In a Forbes article, Guidehouse discusses how hydrogen and natural gas can be used to decarbonize global energy systems
As more governments aim to go green, many are looking to hydrogen and natural gas as sustainable energy sources, thanks to advances in technology.
In an article for Forbes, Guidehouse’s Mark Eisenhower, partner, and Daan Peters, director, explained the different types of hydrogen – green hydrogen, derived from cracking water, and blue hydrogen, attained by reforming natural gas or from coal – and how world regions are looking to use it as an additive to natural gas or fuel.
According to Peters, Europe sees hydrogen as a pathway to achieve the goals set out in the region’s Green Deal. He explained how a consortium of European countries is planning a giant, 10-gigawatt wind farm in the North Sea, which will be devoted to the electrolysis of water to produce over 800,000 tons of green hydrogen annually.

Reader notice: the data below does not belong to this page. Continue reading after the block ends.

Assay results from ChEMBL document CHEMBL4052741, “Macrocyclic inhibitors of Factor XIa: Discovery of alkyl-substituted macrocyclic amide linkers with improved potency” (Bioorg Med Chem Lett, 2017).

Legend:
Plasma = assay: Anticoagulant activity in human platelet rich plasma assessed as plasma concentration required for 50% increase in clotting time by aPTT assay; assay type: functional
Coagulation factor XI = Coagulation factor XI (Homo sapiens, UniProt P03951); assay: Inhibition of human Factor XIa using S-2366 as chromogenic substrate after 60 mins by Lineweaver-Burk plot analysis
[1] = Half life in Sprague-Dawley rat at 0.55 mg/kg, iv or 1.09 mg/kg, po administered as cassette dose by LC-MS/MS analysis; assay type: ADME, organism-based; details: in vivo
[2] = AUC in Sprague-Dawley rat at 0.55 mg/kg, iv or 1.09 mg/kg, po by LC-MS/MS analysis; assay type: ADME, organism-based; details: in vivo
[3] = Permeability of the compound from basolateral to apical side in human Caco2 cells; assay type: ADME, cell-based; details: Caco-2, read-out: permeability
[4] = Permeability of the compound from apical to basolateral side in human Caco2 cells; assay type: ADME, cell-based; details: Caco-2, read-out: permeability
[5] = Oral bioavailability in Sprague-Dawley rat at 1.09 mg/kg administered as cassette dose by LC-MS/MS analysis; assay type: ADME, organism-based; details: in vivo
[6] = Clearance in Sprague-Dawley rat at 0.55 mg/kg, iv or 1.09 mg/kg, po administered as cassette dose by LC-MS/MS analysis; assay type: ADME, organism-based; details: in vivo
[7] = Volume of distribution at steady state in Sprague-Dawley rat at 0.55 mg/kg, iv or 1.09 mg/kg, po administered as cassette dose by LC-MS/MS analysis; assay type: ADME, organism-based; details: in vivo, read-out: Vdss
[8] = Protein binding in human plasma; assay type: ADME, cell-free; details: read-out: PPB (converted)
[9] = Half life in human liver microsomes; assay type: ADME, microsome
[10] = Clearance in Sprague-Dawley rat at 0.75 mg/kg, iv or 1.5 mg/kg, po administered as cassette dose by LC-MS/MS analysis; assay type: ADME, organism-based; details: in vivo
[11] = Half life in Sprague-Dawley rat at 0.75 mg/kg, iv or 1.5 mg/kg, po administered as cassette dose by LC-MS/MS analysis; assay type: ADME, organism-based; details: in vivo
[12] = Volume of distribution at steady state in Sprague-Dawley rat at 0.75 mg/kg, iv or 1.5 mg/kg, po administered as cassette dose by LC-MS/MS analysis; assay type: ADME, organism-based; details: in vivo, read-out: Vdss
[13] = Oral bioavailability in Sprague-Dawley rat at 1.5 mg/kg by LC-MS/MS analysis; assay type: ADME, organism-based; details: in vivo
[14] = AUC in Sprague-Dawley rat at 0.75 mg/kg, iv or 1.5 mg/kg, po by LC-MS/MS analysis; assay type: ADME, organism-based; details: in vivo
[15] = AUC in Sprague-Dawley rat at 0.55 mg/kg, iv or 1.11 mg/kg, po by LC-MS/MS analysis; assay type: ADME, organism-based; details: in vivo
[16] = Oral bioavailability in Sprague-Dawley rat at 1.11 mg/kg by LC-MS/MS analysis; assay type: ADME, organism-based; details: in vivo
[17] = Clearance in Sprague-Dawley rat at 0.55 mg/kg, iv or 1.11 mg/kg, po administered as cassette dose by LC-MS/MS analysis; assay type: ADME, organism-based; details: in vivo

In the United States, policy and stakeholder objectives are being implemented in a myriad of pathways to achieve goals of mid-century decarbonization.
“In the near term renewable natural gas, hydrogen-enriched natural gas, and hydrogen networks are viable technologies that can be utilized to decarbonize the current pipeline commodity,” Eisenhower said.
By using decarbonized gas in existing pipeline infrastructure along with electrification and clean energy development, countries can help support a cost-effective transition to a decarbonized and resilient energy system, he added.